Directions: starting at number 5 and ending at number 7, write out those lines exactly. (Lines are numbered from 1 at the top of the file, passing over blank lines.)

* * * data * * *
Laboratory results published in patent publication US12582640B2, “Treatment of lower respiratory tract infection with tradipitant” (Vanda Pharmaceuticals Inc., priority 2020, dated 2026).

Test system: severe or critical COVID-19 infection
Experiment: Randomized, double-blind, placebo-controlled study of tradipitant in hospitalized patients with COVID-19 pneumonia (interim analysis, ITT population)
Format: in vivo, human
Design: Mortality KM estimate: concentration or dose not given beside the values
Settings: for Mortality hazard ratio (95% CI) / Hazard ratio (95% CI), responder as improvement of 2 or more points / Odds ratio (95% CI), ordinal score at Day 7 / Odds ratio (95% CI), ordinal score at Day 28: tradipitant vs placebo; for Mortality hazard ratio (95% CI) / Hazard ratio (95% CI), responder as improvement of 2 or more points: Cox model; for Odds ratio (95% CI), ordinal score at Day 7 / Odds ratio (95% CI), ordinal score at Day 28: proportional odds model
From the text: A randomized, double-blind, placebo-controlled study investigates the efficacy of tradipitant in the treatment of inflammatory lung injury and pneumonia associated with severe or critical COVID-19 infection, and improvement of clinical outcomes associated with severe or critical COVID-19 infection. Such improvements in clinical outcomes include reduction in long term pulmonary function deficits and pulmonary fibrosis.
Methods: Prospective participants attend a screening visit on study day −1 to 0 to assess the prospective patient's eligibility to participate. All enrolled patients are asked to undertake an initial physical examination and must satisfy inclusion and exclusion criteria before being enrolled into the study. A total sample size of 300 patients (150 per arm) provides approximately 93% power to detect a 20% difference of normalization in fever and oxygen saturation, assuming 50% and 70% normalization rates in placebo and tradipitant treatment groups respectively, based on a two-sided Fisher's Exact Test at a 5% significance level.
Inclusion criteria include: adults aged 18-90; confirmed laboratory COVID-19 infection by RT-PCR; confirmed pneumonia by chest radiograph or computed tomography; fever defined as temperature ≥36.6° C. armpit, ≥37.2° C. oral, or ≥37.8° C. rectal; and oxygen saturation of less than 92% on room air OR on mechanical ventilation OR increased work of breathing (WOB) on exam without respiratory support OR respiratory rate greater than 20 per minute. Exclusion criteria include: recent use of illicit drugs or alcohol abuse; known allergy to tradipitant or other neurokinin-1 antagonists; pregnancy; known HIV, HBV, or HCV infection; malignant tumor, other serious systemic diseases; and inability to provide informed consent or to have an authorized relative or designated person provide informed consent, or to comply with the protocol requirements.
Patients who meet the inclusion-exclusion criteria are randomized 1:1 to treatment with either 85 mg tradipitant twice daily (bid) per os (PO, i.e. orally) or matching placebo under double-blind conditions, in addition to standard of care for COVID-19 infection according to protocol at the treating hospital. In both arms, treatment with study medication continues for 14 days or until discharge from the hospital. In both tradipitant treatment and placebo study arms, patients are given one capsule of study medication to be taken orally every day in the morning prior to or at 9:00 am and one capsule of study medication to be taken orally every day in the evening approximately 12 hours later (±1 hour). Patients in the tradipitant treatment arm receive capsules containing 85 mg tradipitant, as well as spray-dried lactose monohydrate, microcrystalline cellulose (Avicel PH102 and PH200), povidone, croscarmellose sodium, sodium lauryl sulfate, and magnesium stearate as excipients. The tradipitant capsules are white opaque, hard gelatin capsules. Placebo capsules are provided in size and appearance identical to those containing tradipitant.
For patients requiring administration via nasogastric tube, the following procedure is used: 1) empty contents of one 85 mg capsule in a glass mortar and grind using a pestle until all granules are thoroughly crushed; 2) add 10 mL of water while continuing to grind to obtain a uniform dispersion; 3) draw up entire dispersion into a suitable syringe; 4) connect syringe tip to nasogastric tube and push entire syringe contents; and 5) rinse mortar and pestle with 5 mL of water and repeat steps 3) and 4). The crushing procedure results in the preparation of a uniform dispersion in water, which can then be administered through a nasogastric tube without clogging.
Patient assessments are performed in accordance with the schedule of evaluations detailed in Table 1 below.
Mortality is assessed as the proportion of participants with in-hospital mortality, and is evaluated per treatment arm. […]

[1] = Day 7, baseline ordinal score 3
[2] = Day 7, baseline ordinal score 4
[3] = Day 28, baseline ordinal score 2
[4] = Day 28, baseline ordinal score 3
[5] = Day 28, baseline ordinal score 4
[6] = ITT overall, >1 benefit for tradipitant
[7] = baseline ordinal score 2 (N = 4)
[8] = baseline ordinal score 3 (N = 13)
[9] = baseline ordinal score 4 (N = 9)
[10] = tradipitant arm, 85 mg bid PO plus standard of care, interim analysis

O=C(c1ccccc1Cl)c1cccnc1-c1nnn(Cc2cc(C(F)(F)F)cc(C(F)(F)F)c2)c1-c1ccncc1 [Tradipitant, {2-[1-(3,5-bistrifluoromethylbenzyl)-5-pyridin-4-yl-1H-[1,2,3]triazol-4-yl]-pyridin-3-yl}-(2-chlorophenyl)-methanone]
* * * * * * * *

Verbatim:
Design: Mortality KM estimate: concentration or dose not given beside the values
Settings: for Mortality hazard ratio (95% CI) / Hazard ratio (95% CI), responder as improvement of 2 or more points / Odds ratio (95% CI), ordinal score at Day 7 / Odds ratio (95% CI), ordinal score at Day 28: tradipitant vs placebo; for Mortality hazard ratio (95% CI) / Hazard ratio (95% CI), responder as improvement of 2 or more points: Cox model; for Odds ratio (95% CI), ordinal score at Day 7 / Odds ratio (95% CI), ordinal score at Day 28: proportional odds model
From the text: A randomized, double-blind, placebo-controlled study investigates the efficacy of tradipitant in the treatment of inflammatory lung injury and pneumonia associated with severe or critical COVID-19 infection, and improvement of clinical outcomes associated with severe or critical COVID-19 infection. Such improvements in clinical outcomes include reduction in long term pulmonary function deficits and pulmonary fibrosis.